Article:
WHO has updated its Global guidance on criteria and processes for validation: elimination of mother-to-child transmission of HIV, syphilis and hepatitis B virus. This third version of global guidance incorporates EMTCT of HBV towards validation of ‘triple elimination’ and provides standardized processes and criteria to both validate EMTCT of HIV, syphilis and HBV, and to recognize high burden countries that have made significant progress on the path to elimination (PTE).
The similarity of the critical interventions necessary to prevent transmission adds to the feasibility and benefit of an integrated approach to EMTCT of all three infections as triple elimination. Building on an integrated maternal and child health platform, WHO has moved to operationalize universal health coverage in the context of integrated communicable disease prevention.
The guidance strongly emphasizes country-led accountability, rigorous analysis, intensive programme assessment and multilevel collaboration, including the involvement of communities of women living with HIV or HBV, or affected by syphilis. A harmonized approach to triple elimination is encouraged within a public health, rights-based and person-centred approach but depending on readiness, countries may choose to pursue validation of single, dual or triple EMTCT.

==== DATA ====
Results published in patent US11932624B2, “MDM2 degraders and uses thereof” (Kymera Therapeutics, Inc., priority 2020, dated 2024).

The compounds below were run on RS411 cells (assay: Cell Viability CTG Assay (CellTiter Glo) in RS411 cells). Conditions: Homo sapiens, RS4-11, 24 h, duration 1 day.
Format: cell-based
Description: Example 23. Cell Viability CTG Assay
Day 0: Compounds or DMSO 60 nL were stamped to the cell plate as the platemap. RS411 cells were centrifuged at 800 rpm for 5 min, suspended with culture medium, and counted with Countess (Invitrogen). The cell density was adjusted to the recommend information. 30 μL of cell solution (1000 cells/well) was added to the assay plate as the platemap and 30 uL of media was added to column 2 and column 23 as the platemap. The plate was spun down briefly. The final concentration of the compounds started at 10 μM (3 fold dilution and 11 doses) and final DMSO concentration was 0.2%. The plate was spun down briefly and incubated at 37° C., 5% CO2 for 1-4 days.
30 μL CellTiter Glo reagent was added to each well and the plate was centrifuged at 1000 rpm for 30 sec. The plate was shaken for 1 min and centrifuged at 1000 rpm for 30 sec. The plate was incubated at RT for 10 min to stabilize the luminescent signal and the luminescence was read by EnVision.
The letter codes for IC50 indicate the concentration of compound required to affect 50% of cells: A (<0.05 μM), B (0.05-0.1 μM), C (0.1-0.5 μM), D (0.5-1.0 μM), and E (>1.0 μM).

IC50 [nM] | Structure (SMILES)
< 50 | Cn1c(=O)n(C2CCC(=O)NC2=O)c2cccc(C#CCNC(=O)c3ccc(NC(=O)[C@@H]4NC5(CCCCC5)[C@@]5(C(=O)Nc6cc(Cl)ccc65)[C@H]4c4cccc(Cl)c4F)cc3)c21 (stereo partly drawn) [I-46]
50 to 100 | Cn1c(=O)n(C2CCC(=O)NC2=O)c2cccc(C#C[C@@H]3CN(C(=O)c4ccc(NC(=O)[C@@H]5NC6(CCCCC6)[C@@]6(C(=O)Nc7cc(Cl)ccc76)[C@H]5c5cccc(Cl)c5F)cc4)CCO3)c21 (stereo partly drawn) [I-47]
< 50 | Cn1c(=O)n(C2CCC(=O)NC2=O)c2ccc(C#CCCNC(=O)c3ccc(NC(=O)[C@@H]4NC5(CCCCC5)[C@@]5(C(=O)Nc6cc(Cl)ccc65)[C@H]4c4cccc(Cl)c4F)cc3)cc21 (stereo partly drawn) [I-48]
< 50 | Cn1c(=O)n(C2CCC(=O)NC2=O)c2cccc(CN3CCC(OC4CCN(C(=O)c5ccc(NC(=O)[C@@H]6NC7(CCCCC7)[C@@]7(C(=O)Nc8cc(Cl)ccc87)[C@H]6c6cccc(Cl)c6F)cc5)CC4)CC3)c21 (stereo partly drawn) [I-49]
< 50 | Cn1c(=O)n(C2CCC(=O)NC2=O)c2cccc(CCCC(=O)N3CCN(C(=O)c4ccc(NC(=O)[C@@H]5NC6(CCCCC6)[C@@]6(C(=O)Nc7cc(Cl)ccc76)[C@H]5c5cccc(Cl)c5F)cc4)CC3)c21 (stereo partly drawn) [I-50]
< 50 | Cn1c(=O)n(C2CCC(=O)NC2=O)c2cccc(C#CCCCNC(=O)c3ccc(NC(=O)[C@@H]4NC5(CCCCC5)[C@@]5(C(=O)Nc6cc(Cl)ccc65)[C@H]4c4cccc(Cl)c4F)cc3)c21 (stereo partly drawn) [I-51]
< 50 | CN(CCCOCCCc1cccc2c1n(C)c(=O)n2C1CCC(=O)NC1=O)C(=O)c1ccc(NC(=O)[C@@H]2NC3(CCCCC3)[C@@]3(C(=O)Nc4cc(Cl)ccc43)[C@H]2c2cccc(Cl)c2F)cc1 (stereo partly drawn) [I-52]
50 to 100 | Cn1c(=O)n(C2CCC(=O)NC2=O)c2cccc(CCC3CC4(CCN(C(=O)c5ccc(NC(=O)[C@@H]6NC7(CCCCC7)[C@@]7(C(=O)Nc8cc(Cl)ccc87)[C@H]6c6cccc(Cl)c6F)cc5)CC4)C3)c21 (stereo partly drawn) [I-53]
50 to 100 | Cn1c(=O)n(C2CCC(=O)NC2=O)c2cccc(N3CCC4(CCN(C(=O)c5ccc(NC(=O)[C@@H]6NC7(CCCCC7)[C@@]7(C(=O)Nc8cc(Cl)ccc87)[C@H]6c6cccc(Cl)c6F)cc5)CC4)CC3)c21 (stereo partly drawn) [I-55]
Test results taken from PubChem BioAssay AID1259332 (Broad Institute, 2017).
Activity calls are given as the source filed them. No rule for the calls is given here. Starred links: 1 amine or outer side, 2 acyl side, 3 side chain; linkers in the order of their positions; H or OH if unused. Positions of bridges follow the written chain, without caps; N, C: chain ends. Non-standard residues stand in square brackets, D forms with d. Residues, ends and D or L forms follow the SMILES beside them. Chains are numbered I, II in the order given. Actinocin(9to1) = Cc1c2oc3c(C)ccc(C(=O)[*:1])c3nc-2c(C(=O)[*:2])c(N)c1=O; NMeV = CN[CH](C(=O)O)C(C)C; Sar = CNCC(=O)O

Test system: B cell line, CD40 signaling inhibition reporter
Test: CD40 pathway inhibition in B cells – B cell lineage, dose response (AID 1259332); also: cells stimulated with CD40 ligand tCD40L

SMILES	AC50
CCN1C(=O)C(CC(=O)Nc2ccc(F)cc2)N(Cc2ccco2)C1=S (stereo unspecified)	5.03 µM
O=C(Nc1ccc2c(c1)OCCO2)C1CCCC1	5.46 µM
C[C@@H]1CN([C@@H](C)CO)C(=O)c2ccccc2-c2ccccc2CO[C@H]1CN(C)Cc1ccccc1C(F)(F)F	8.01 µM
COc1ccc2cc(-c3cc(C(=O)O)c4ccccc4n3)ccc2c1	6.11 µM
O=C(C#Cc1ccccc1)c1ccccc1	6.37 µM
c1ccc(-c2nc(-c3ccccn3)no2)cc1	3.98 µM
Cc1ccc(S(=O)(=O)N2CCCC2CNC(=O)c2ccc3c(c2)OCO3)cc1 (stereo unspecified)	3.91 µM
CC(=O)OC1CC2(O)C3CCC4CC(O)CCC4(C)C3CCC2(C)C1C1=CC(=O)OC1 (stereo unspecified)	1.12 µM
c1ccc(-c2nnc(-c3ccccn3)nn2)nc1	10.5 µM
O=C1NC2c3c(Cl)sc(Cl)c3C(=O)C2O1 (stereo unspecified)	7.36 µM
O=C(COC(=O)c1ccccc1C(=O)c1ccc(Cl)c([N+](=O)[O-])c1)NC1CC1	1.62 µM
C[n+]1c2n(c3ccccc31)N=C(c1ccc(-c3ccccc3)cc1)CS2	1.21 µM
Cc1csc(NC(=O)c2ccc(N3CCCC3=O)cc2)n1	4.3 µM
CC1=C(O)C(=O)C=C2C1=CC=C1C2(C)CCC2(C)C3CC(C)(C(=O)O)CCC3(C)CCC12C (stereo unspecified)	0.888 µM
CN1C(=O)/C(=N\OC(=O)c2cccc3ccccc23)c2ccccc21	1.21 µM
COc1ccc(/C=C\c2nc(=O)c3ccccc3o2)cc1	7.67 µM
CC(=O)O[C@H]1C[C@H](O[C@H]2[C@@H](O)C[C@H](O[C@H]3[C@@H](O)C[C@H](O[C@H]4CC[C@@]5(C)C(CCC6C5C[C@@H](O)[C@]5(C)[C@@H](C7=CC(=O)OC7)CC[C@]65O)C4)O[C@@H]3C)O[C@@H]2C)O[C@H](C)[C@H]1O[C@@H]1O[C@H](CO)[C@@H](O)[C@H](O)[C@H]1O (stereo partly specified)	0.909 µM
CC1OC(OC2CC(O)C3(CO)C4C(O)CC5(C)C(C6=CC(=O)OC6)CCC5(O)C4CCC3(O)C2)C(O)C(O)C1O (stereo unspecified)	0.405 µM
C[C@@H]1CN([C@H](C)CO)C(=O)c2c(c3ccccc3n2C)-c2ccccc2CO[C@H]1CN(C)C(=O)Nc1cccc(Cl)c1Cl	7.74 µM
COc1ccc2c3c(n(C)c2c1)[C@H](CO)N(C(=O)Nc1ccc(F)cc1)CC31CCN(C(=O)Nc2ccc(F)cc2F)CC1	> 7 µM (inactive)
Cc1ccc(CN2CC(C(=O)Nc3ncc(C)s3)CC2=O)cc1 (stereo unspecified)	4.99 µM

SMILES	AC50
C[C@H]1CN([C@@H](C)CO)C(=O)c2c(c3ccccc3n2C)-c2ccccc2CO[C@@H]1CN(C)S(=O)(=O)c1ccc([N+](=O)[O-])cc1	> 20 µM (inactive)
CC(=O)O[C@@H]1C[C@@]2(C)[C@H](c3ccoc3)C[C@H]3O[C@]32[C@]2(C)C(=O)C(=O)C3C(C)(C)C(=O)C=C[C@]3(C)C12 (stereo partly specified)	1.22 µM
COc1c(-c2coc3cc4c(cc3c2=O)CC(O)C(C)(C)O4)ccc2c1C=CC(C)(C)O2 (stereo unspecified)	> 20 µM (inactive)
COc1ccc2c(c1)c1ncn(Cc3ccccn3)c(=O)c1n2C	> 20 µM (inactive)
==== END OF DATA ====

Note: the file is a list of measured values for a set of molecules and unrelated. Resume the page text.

Since the efforts to establish criteria for validation began in 2007, two editions of the document have been published, and as of November 2021, 15 countries and territories have been validated for EMTCT of HIV and syphilis and one country has been certified on the silver tier in the path to elimination. The two previous editions for this guidance document supported the standardization and formal approach to EMTCT validation, including criteria, indicators and targets to be achieved. The third version was developed by WHO and the Global Validation Advisory Committee. It is intended for use by national, regional and global validation committees as they prepare or review national and regional submissions for validation of EMTCT of HIV, syphilis and HBV.
Mother-to-child transmission, or vertical transmission, is a significant contributor to the HIV pandemic, accounting for 9% of new infections globally in 2017 (1). “With renewed focus to end the epidemics of HIV, viral hepatitis and sexually transmitted infections, we are convinced that setting the bar high for validation will result in the best results for all and, in particular, for women and children at risk for HIV, syphilis and HBV,” said Dr Meg Doherty, Director of WHO’s Department of Global HIV, Hepatitis and STI Programmes.
1. Ending AIDS: progress towards the 90–90–90 targets. Global AIDS update 2017. Geneva: Joint United Nations Programme on HIV/AIDS (UNAIDS); 2017